Dr. Justin Marchegiani: Okay, very interesting. All right, so now someone’s coming into this or like, Hey, I haven’t even started meditating at all yet. So what does meditation look like for you is it just kind of what you kind of implied earlier where you’re just bringing that anchor, bringing that focus of that anchor back to the breath. And you’re just focusing on that, while you breathe in and out throughout the nose is that pretty much it to keep it simple for the listeners?
Ariel Garten: Totally. So that is the basis of a focused attention meditation, there are lots of different forms of meditation of focused attention is the most common. And what you’re simply doing is you’re putting your attention on your breath, your mind will eventually have a thought, because all of us have thoughts, it’s okay, you then notice that you have that thought, and instead of following the thought and thinking about your grocery list, or your husband, or whatever, you choose to say, Nope, I’m gonna let that thought Go and bring my attention elsewhere. Other than my thinking, I’m going to bring my attention back to my breath. And you just do this very simple activity over and over again. And the simple activity triggers those profound results, by the fact that you are actually now shifting the relationship to your own mind.
Dr. Justin Marchegiani: Interesting, okay. And so it’s okay, you shouldn’t beat yourself up, if your thoughts go off, just kind of recenter it back, be the observer of that, like, there should be no shame or any of that kind of feeling. If you can’t quite do it, or you can’t quite stick on it.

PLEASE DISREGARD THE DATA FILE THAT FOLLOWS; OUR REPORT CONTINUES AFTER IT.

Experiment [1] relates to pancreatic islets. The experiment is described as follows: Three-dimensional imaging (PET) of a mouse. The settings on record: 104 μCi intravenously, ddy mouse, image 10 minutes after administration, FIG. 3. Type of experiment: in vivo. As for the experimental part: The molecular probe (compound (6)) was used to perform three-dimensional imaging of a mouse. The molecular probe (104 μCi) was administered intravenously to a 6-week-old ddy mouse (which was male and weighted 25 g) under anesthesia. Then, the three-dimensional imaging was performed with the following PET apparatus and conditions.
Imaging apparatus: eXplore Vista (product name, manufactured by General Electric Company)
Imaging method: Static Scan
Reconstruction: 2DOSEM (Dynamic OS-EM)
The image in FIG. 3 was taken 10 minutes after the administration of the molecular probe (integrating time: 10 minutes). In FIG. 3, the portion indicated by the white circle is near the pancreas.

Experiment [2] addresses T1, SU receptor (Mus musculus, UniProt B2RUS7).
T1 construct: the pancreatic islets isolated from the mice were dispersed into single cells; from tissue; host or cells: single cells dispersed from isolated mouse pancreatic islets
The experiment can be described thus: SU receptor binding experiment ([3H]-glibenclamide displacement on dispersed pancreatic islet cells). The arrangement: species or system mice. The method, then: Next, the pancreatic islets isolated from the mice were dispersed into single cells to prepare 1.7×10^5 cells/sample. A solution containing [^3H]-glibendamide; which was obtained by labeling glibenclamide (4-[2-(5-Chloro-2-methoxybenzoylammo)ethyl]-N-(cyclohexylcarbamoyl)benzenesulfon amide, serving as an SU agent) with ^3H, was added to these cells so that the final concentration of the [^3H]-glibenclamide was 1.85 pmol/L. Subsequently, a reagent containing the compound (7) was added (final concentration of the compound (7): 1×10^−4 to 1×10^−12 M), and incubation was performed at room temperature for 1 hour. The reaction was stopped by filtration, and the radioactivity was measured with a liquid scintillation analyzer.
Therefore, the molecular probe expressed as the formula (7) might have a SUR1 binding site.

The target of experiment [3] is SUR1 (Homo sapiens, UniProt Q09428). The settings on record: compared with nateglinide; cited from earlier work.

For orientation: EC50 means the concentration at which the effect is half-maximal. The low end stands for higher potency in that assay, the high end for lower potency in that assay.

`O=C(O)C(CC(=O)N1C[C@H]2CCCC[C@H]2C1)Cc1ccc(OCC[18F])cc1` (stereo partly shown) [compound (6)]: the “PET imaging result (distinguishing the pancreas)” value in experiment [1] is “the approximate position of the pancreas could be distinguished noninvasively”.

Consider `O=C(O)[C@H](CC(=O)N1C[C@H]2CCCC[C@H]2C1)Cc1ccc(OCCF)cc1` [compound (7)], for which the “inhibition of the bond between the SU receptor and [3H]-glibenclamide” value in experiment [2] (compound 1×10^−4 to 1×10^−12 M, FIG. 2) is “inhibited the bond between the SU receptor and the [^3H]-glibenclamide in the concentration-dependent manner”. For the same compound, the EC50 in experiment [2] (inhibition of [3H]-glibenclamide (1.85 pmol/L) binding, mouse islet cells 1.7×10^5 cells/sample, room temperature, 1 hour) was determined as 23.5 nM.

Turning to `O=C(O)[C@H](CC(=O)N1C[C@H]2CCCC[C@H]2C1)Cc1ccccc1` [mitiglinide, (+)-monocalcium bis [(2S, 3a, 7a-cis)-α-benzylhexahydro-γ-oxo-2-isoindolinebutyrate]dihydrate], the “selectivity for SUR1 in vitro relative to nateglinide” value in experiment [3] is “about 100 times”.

Ariel Garten: Exactly. None of us are good at meditation at the beginning, or even halfway through or even at the end. You know, we all have thoughts, and that’s okay. You’re not trying to get rid of your thoughts. You’re trying to make yourself aware of them and increase the choice about what you do with those thoughts.
Dr. Justin Marchegiani: Okay. All right, interesting. So what’s the minimum dose to get some benefits? So if someone’s coming in is five minutes enough? Like what what do you recommend as a beginner to kind of see some benefit, but make the make the step to commit? Pretty easy?
Ariel Garten: Yeah, so with studies with news, we’ve looked at 10 minutes of meditation per day, and at 10 minutes of meditation, over six weeks, in trial studies, we’ve been able to see improvements in your relationship to your body, so less self reported, headache, nausea, etc, you’ve been able to see improvement in cognitive function as measured by the script task and go nogo tasks, improvement and inhibition, and obviously, a decrease in stress and improvement in calm. Okay, so in a lot of the studies in the literature, they look at 20 minutes a day, but 20 minutes a day is a lot to meditate for a novice. So the best amount of for you to meditate right now, if you’ve never meditated is whatever amount you can bear it for initially. That could be three minutes, that could be five minutes, you just want to start and try to do it consistently. Just five-